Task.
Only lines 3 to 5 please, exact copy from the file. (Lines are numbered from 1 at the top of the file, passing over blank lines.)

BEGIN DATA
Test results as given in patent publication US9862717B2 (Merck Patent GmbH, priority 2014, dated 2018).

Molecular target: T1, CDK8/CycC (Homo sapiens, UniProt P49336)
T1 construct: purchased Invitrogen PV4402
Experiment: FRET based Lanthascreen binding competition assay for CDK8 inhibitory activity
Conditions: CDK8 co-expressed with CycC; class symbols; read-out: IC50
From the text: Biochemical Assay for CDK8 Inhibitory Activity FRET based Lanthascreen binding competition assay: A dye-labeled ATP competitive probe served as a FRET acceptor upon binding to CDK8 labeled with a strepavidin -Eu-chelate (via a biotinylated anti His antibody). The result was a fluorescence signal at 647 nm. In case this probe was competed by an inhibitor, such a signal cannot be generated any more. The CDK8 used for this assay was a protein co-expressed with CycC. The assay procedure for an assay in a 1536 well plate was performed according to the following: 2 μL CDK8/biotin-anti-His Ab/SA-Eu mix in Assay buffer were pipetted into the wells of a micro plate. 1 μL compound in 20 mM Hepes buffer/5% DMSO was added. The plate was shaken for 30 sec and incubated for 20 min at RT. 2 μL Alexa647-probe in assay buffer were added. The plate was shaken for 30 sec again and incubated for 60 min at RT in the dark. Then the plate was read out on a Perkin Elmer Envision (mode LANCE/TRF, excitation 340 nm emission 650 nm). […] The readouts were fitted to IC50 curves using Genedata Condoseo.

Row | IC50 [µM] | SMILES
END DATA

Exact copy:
T1 construct: purchased Invitrogen PV4402
Experiment: FRET based Lanthascreen binding competition assay for CDK8 inhibitory activity
Conditions: CDK8 co-expressed with CycC; class symbols; read-out: IC50